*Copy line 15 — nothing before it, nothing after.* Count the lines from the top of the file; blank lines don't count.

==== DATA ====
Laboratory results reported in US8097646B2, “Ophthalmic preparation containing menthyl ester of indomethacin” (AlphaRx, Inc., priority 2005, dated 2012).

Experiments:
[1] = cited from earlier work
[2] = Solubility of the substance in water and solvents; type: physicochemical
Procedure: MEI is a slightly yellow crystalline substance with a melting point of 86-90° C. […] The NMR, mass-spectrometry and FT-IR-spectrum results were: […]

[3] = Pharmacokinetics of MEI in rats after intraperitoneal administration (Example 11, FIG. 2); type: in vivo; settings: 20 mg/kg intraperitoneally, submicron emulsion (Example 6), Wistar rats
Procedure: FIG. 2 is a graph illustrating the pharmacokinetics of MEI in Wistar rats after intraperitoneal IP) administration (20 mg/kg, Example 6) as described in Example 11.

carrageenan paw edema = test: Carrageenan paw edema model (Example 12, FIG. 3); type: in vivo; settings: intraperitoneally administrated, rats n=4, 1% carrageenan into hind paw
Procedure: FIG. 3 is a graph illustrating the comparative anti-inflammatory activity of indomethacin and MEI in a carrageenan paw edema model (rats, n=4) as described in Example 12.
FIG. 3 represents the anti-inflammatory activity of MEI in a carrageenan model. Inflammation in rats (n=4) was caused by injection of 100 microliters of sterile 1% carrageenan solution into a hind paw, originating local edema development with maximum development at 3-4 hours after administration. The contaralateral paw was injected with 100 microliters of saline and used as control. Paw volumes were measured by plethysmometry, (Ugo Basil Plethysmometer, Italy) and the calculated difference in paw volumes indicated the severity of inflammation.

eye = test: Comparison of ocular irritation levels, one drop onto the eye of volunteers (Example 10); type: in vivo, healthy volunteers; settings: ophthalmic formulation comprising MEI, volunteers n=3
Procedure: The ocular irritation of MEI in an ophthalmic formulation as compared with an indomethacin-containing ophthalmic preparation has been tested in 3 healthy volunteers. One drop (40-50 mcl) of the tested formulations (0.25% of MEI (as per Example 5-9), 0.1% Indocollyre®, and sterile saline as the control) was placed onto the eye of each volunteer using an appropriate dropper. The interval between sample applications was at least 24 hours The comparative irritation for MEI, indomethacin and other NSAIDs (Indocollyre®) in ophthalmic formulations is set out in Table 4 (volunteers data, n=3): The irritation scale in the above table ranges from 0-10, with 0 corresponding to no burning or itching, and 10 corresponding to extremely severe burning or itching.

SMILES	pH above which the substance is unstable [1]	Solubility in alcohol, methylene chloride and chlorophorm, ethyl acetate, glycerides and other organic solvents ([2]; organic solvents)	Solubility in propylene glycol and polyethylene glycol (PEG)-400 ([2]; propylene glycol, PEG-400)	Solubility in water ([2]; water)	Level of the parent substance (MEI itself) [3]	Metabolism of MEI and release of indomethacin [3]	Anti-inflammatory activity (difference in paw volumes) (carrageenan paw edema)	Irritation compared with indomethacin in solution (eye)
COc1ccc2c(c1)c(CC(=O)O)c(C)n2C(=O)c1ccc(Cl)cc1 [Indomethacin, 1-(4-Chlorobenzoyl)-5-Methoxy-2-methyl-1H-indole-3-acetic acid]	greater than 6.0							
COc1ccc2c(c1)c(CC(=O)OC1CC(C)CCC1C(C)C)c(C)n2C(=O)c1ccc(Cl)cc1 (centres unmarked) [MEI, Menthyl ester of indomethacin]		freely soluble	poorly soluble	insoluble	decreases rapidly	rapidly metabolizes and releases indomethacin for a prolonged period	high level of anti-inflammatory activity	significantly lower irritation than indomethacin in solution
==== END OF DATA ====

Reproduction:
COc1ccc2c(c1)c(CC(=O)OC1CC(C)CCC1C(C)C)c(C)n2C(=O)c1ccc(Cl)cc1 (centres unmarked) [MEI, Menthyl ester of indomethacin]		freely soluble	poorly soluble	insoluble	decreases rapidly	rapidly metabolizes and releases indomethacin for a prolonged period	high level of anti-inflammatory activity	significantly lower irritation than indomethacin in solution